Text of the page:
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On Tuesday, an Occupy Wall Street activist was arrested in Zuccotti Park, once again drawing attention to the symbolic home base of the nearly four-month-old movement.
January 25 - 31, 2012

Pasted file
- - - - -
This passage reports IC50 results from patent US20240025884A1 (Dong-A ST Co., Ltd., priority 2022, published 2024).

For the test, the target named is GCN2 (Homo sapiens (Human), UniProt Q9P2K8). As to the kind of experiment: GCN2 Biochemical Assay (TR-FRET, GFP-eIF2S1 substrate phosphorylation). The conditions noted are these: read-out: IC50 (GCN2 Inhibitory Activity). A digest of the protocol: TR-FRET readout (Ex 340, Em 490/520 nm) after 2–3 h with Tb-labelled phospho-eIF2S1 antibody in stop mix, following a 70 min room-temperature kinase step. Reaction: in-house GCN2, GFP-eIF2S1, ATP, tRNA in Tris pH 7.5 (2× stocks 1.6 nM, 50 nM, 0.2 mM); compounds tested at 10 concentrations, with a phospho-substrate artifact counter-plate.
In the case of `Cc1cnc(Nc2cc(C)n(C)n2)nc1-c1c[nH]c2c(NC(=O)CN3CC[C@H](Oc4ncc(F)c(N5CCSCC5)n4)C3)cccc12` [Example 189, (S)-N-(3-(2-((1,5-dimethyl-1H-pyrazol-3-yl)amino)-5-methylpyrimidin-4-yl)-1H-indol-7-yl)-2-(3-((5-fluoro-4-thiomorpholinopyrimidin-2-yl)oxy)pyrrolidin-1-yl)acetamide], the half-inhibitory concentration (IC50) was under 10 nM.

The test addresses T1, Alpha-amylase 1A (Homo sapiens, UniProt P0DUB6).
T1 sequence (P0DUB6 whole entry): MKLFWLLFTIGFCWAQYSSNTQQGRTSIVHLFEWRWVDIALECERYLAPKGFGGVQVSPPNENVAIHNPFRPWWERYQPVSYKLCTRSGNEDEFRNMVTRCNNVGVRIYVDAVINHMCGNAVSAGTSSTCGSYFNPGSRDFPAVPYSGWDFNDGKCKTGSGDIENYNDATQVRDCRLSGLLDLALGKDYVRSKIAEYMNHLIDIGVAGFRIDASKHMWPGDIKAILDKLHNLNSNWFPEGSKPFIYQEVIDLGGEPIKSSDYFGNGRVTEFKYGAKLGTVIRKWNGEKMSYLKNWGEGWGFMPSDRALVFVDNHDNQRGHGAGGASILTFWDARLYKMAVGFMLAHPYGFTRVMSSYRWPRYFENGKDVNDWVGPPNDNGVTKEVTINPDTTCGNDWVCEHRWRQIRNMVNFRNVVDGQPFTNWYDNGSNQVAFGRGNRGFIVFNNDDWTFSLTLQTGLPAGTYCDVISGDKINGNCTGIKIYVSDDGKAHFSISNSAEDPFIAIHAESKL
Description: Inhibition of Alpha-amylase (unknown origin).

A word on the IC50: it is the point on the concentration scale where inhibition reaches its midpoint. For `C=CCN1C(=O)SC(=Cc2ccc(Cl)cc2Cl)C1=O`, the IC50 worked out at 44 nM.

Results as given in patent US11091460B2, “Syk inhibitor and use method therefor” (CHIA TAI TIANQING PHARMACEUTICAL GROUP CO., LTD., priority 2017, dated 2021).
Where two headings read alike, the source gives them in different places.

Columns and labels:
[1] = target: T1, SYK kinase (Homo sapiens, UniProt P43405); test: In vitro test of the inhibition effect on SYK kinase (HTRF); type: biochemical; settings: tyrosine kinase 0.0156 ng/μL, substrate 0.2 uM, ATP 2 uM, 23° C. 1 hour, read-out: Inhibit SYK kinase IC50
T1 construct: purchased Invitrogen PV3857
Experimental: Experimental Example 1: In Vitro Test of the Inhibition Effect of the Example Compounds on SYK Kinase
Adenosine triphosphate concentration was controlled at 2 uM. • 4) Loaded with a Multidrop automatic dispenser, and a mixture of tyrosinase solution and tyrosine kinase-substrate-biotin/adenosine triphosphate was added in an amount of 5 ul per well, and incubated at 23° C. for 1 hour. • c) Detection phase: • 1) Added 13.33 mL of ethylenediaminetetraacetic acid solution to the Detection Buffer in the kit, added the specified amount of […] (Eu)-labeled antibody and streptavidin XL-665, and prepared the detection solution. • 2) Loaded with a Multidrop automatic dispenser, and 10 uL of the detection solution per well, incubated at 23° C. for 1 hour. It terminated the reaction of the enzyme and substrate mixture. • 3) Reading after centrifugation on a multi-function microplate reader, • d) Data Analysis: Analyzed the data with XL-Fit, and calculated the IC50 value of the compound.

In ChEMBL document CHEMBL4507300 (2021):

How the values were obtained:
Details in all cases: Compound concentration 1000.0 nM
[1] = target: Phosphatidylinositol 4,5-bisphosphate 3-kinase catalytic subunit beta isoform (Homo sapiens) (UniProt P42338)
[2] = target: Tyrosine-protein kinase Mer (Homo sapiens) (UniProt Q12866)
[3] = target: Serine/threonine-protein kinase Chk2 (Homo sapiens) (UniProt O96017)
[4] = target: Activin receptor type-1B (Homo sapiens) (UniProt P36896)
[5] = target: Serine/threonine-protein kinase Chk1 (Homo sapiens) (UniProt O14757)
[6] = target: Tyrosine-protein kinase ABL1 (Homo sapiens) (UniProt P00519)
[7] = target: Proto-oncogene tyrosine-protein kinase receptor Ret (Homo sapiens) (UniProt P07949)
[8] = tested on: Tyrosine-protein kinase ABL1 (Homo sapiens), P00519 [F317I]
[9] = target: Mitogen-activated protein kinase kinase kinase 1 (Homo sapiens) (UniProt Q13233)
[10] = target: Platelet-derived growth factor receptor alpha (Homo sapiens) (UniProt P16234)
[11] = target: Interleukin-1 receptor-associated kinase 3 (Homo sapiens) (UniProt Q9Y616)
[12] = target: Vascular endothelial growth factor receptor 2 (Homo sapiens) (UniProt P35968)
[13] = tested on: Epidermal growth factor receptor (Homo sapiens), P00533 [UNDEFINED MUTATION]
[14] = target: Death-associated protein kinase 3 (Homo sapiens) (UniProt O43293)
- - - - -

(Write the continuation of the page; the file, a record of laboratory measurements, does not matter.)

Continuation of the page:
The Left-Libertarians — the last of an ancient breed Continued from page 11 best efforts of the Western media and politicians to obscure this) animated the protests in the Arab world; the wave that began in Tunisia a year ago has swept through Athens, Madrid and Barcelona, London and Birmingham, and finally Manhattan, Oakland and nearly every city in the U.S. Industrial actions and peasant protests rocked China’s Guangdong province, police massacred striking oil workers occupying a public square in Kazakhstan, and rent protesters erected a street encampment for weeks in downtown Tel Aviv. Students protesting budget cuts repeatedly shut down Santiago and Bogotá. At year’s end, mass protests over contested elections broke out in Russia. And, with several Arab dictators overthrown, the uprisings continue in Syria, Yemen, Egypt and Bahrain. Nigeria appears to be next. This made it all the more frustrating to see partisans of the “libertarian” Republican presidential hopeful Ron Paul maintaining a prominent (if, one hopes, unrepresentative) presence at Zuccotti Park. On the ’Net, Paul won enthusiasm from leftist talking heads for his antiwar and civil libertarian rhetoric. There is, of course, a legitimate right-libertarian tradition that takes its tip from Friedrich Hayek and Ludwig von Mises rather than Emma Goldman and Alexander Berkman. But Ron Paul’s positions aren’t even as progressive as those of the Libertarian Party on issues like abortion and immigration. The Libertarian